[vlc-devel] [RFC 0/3] Improving vlc_array_t
rom1v at videolabs.io
Sat Jul 21 13:35:23 CEST 2018
On Sat, Jul 21, 2018 at 08:18:25AM +0300, Rémi Denis-Courmont wrote:
> Le vendredi 20 juillet 2018, 14:29:07 EEST Romain Vimont a écrit :
> > On Fri, Jul 20, 2018 at 01:44:25PM +0300, Rémi Denis-Courmont wrote:
> > > Le jeudi 19 juillet 2018, 18:57:15 EEST Romain Vimont a écrit :
> > > > There are 3 arrays API in vlc_arrays.h:
> > > > 1. TAB_* macros
> > > > 2. ARRAY_* macros
> > > > 3. vlc_array_t + functions
> > > >
> > > > When we want a dynamic array of pointers, the vlc_array_t seems more
> > > > appropriate.
> > >
> > > The benefit of the TAB_* macros is that they are type-agnostic.
> > > vlc_array_t
> > > does not accomodate all the TAB_* use cases, and even when it does, it
> > > sacrifices type-safety.
> > >
> > > That is not to say that TAB_* is good. Not only it lacks error handling as
> > > you noted, but in many cases, another structure, e.g. singly linked list,
> > > doubly linked list, or binary tree would work better than an array.
> > >
> > > > Moreover, the macro versions abort() on allocation failure.
> > >
> > > Yes but vlc_array_t comes with its own issues, such as type safety. And
> > > handling arrays manually is often easy enough that we have a lot of
> > > hand-coded type-safe _and_ error-safe implementation (not only from me).
> > In short, they all have benefits and drawbacks. We agree.
> We agree that the helpers all have drawbacks.
> In higher level languages with templates/generics, one can write nice vector
> data structures (though that would probably come with the standard library).
I agree that templates/generics allow _one_ version to match all cases,
which is not possible in C.
> But in C, the normal way to handle vectors is a typed pointer and an unsigned
> counter (or an error-value terminator). And it turns out that VLC actually
> does that a lot - just not with the hopeless helpers.
I don't think that the helpers are hopeless. Each one may cover many
cases. For example, vlc_array_t is suitable when we want to store an
array of pointers (at the cost of using void* instead of the real type,
but providing other benefits). For non-pointers types, ARRAY_* or TAB_*
> IMO, what we really should have are helpers for allocating and reallocating an
> array (using mul_overflow) while exposing errors where unavoidable, and not
> losing type safety.
In addition, we can still have an API which expose common functions
(find(), append(), remove(), swap_remove(), shrink(), etc., having
suitable behavior), so that we don't need to reimplement them
> > > > To make it more user-friendly, I suggest to rename:
> > > > - vlc_array_item_at_index() by vlc_array_get() (patch 1)
> > > > - vlc_array_index_of_item() by vlc_array_find() (patch 2)
> > >
> > > TBH, if you need to look-up an item by index, you are probably using the
> > > wrong data structure. Binary tree is probably better suited (logarithmic
> > > time). Or if the lookup is only for random deletion, then doubly linked
> > > list is probably even better suited (constant time).
> > It depends. For example, if you often use random access in O(1), and
> > rarely need to find an item, it may be appropriate. There are often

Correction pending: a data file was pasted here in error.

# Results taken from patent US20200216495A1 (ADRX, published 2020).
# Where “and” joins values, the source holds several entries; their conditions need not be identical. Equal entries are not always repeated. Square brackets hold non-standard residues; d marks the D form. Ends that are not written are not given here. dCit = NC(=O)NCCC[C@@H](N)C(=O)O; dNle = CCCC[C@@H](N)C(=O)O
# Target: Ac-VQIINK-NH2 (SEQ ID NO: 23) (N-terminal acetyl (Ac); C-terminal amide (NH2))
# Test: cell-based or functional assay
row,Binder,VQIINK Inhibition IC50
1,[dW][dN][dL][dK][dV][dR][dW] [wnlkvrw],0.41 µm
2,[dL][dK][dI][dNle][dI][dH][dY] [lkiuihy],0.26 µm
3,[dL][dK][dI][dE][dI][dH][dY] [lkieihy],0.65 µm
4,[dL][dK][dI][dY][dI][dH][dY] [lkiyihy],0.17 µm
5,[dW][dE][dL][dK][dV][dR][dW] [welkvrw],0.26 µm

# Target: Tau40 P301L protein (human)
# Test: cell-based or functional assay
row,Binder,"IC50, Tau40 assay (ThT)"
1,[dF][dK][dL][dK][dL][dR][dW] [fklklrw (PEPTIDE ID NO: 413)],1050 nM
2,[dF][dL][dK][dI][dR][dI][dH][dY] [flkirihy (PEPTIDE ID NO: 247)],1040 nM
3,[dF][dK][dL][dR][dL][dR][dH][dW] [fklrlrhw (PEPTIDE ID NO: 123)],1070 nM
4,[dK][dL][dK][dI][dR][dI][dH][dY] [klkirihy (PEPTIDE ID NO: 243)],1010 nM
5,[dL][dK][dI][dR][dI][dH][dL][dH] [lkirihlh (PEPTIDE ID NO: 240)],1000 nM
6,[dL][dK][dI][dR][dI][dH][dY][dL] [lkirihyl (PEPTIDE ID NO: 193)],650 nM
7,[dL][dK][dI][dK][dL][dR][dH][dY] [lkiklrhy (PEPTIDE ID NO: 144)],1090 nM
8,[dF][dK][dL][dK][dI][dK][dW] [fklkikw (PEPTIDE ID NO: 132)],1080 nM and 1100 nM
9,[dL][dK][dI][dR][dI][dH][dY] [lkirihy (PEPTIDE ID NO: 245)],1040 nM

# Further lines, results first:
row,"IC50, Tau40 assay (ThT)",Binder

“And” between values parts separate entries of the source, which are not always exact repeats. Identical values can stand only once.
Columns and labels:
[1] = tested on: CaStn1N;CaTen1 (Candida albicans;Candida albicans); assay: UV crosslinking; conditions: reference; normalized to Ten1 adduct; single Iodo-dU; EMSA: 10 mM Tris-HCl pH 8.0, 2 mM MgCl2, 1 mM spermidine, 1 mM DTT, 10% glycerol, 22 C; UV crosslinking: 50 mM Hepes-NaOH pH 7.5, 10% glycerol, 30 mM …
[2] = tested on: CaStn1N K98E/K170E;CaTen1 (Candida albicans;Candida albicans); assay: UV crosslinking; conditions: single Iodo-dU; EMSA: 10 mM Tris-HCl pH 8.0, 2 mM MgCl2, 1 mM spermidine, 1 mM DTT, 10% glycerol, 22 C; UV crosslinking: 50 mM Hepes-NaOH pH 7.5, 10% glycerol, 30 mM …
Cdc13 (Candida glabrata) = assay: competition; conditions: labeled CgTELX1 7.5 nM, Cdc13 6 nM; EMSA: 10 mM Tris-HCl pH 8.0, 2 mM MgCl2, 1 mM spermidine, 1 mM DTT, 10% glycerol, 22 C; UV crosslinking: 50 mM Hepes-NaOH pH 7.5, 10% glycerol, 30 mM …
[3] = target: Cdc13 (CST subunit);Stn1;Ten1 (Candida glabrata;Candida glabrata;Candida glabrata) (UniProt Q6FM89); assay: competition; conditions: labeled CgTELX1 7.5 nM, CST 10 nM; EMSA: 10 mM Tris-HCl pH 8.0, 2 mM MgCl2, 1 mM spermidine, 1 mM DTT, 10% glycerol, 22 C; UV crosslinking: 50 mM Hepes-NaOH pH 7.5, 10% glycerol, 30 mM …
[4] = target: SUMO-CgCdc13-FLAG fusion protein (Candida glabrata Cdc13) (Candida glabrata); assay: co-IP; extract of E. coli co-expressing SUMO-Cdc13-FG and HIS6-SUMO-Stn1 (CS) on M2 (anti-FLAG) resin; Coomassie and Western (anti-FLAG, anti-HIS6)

> > trade-offs depending on the specific case.
> If you often look up by random index-based access, and rarely insert/delete,
> then by all means use a table. My point is that many (probably most) of the
> TAB_* and vlc_array_t use cases fall outside of that scenario.
> But TBH, it is quite seldom that we do index-based random access. Usually,
> it's either sequential access or look-up by some key.
I start working on some playlist/shuffle stuff, and my first choice
is to use a vector-like tool. Maybe in the end, for some reason, I will
switch to another structure, but a vector-like API would still be useful
> > But at least the basic structures and common functions must be exposed,
> > so that we can choose what is more appropriate.
> And that's basically never vlc_array_t because it's not type safe.
In some cases, ARRAY_* and TAB_* are useful. In some others, vlc_array_t
is useful. IMO, it would be usable in even more cases with some changes.
> > > > To make it more general (suitable for more cases), I suggest to change
> > > > its growth strategy so that we can append items in amortized constant
> > > > time (similar to what ARRAY_* macros use, or, FWIW, C++ std::vector,
> > > > Java ArrayList, Rust std::vec, etc.). (patch 3)
> > >
> > > For potential large datasets, we already have trees supporting logarithmic
> > > time for insertion, look-up, replacement and deletion, and linear time for
> > > enumeration.
> > >
> > > All that with only bound object sizes.
> > >
> > > So I'm really unconvinced that we should push vlc_array_t.
> > IIUC, you are saying that since there are trees, we don't need vectors?
> No. I am saying that if you are concerned about element insertion and/or
> deletion time, you really should not use an array to begin with, because
> performance with an array will definitely suck.
I disagree. Other structures have their own drawbacks too. It depends on
the concrete case.
> Insertion and deletion in an array will always be linear (assuming that heap
> allocation is linear or less). The only thing you can hope to optimize is
> appending and tail deletion - and even then a LIFO is usually a better choice.
If order need not be preserved, deletion may be O(1) (swap_remove()).
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